Several months later, The Triplets of Belleville played at the film festival. And watching the film, I was delighted to discover that that song was the most normal thing about the film. For a start, the film's story is insane - a cyclist is abducted during the Tour De France race, so the kid's grandmother follows him on a pedal boat across the ocean to America, where she enlists three ageing singing stars to help rescue her grandson from an illegal underground gambling operation run by the mafia. The film is effectively free of dialogue, which seems give the animators free reign to use their art to carefully develop their characters as expressive actors. The highly stylised character design is often grotesque, but never not fascinating to watch. And the humour in the film manages somehow to simultaneously be absurd and farcical, yet nice, gentle, and honest. It's just a genuinely fascinating film, and one that I love to revisit.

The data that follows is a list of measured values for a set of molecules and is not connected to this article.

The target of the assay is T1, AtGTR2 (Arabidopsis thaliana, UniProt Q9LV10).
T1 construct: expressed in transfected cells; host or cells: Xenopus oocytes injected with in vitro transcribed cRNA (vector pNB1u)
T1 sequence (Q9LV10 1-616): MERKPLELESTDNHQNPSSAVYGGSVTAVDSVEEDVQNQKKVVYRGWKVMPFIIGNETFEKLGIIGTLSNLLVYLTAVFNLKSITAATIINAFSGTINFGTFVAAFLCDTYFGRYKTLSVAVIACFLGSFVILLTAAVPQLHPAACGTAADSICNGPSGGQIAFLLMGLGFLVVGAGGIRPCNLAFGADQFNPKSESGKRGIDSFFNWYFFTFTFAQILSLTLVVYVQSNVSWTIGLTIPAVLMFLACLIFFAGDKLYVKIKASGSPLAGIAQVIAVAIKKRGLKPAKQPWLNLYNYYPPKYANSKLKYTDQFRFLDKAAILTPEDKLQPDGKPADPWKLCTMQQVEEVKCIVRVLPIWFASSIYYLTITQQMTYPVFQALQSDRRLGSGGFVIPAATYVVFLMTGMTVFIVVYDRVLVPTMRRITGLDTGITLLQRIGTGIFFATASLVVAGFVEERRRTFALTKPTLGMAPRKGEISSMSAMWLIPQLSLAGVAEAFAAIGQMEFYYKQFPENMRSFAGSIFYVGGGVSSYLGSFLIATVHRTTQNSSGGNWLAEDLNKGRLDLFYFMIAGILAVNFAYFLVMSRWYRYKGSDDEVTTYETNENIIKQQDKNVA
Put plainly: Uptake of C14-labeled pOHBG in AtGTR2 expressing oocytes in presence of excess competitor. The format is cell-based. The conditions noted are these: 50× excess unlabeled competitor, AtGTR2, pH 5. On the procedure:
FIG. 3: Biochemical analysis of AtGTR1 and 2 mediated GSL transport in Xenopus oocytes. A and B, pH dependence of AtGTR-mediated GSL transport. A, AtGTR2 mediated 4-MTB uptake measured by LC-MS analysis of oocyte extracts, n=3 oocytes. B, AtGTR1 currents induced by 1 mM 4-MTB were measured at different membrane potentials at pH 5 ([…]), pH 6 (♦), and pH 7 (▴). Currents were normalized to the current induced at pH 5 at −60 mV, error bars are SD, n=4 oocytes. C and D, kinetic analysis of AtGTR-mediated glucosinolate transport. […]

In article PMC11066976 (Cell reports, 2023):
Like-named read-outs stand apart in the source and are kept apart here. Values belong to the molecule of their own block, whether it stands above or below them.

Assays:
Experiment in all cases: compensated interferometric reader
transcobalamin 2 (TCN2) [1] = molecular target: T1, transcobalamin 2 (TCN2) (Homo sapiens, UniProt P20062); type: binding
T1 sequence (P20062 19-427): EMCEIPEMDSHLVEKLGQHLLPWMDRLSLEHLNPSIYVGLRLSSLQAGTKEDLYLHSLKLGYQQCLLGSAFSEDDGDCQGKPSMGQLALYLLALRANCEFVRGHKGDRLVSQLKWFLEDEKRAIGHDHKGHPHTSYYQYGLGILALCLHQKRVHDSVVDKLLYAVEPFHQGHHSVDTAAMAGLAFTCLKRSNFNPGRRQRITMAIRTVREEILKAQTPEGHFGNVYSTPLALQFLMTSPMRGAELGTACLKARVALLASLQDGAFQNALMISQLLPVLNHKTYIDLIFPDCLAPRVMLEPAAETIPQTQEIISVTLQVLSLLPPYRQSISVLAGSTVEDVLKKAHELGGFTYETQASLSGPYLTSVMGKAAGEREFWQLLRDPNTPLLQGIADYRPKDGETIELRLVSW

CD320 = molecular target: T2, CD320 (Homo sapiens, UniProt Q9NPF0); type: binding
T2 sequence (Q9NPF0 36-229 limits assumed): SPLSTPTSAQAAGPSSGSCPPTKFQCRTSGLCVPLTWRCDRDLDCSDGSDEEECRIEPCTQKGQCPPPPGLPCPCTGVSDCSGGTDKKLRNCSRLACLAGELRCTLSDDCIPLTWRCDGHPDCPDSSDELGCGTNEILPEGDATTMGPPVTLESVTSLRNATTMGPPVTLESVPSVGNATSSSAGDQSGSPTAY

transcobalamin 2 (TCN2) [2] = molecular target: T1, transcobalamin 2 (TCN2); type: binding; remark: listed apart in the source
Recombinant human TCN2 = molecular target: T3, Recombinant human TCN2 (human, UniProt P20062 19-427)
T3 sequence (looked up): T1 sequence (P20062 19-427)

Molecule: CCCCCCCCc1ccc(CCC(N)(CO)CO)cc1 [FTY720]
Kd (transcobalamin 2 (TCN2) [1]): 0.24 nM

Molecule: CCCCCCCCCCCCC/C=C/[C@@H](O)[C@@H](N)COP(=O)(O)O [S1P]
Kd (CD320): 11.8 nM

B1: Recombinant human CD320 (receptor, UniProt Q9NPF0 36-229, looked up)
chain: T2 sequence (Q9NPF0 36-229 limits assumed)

The film was very clearly and openly inspired by the great French comic actor/director Jacques Tati, whose own films also minimised dialogue in favour of elaborate visual comedy. (Indeed, in one scene the triplets are seen watching Tati's Jour de Fête.) So I was understandably excited to find that this year's festival featured The Illusionist (see the trailer here), a new film from Sylvain Chomet based on an unproduced script by Tati.